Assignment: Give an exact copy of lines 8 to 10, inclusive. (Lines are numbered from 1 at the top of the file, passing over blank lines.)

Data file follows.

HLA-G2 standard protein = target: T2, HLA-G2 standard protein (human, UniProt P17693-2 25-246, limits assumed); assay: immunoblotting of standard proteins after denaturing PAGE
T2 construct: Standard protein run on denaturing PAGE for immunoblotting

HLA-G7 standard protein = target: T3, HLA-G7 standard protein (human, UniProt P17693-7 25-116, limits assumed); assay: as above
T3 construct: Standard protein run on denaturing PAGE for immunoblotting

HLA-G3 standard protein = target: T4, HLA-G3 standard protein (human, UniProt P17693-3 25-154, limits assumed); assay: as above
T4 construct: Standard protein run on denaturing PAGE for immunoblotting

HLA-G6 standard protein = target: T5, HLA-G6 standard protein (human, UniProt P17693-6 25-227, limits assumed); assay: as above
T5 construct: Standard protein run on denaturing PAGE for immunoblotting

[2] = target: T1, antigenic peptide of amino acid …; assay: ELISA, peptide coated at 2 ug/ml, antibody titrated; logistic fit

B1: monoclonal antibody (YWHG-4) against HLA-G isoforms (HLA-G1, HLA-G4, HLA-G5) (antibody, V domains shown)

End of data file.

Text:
T5 construct: Standard protein run on denaturing PAGE for immunoblotting

[2] = target: T1, antigenic peptide of amino acid …; assay: ELISA, peptide coated at 2 ug/ml, antibody titrated; logistic fit

B1: monoclonal antibody (YWHG-4) against HLA-G isoforms (HLA-G1, HLA-G4, HLA-G5) (antibody, V domains shown)